Di Beppe is a 2-part eatery in Vancouver's Gastown neighbourhood. As some of you may have read in yesterday's post, the caffe is terrific for people-watching. As the sun sets and the attention turns to those at your table, does this ristorante deliver on a good night?
Disclosure: This was a complimentary tasting provided in exchange for an honest review and no monetary compensation.
Food and Dessert:
Team GlueCrew came here for an early dinner and I had a great taste of the following:
- Salumi Platter (market price - $20)
- Beppe Meatballs ($18)
- Capricciosa Pizza ($19)
- Carbonara Rigatoni ($21)
- Tiramisu ($8.50)
I'm told if there is a king of salumi, it's culatello. Made from the large muscle mass in the rear leg of the pig, it's a relatively small part of the whole joint and takes extra time to make. Served with a pickled fennel marmalade and house bread, this was a sweet and savoury start to the meal with lots of chew to the culatello.
Salumi Platter - Culatello
Meat lovers will likely note the bias towards carbs on the menu so I'd recommend ordering a plate of Beppe meatballs for most occasions. These were big yet full of flavour. I always love a giant meatball and was happy to find these were still quite moist on the inside. Remember to get a scoop of the sauce for every bite.
Made the same way as the caffe front, the pizza here is no joke. Our capricciosa pizza was packed to the edge with toppings (mozzarella cheese, Italian baked ham, mushroom, artichoke and tomato). Again, the dough is fermented for three days so it had an interesting complexion in its taste profile. The pizza we had came with 6 slices and was considered the smaller in pala size. This would have been perfect if every slice could have been touched with the same amount of mozzarella – our sixth slice was lacking much of any mozzarella.
Moving onto the pasta, we opted for the rigatoni version of the carbonara. The test here was to see if the whole pasta shell could be cooked al dente and the folks at Di Beppe succeeded. I could feel the resistance of the shell in each bite which was very satisfying. This carbonara was a mix of guanciale, pecorino, egg yolk, and black pepper.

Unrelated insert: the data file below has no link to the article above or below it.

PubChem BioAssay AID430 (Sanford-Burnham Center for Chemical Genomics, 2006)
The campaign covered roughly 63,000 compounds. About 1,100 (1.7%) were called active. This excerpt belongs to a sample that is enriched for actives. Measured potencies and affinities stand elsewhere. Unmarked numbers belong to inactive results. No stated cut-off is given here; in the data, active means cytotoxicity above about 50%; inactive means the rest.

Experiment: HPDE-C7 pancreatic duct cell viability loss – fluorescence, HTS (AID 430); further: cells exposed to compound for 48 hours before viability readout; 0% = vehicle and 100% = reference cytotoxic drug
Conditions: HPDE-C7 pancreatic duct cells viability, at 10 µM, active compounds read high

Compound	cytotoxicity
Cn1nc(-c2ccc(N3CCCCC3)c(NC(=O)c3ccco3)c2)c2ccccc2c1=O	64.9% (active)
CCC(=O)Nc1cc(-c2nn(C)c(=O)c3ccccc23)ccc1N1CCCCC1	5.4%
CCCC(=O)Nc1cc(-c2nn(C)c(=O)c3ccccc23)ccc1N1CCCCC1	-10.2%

Finally, for dessert, we shared a classic tiramisu. Nevermind the weird lighting in the photo below – our candle glowed yellow through its shield. This tiramisu had a heaping top layer of espresso powder and a slight booziness to its cream. This would be a great dessert for those who've had enough traditional tiramisus and want a bit more punch in flavour as this tiramisu was soaked enough to start draining onto the plate.
Di Beppe Ristorante is located in the back portion of the caffe, and the vibe is totally different compared to the front. For starters, there are Italian-inspired posters plastered on the exposed brick wall and a moped perched in the corner. Serious European vibes!
Inside Di Beppe
The lighting is dim but the music is pretty festive so the vibe was pretty fun during our dinner session. With a careful eye, we could spot the caffe front through the bar that doubles as a coffee counter on the other side. There's seating for about 30 guests on this side of the eatery.
Inside Di Beppe
For a restaurant that only opened a couple months ago, Di Beppe's ristorante is bumping from the get-go. Our dinner started at 5pm and by 6:30pm the whole place was packed. I'm guessing it's the fun vibe that draws the Gastown people in but I'm happy to report the pasta is amazing too.
The largest booth in here fits 6 people, so if you want that spot, I'd recommend getting here no later than 5:30pm to avoid disappointment, especially on weekends.
Outside Di Beppe
One-liner: The ristorante half of Di Beppe serving up a tasty classic Italian menu with a fun vibe to match.
Highlight: Rigatoni Carbonara
Price per person: $25-$50
Would I go back? Yes.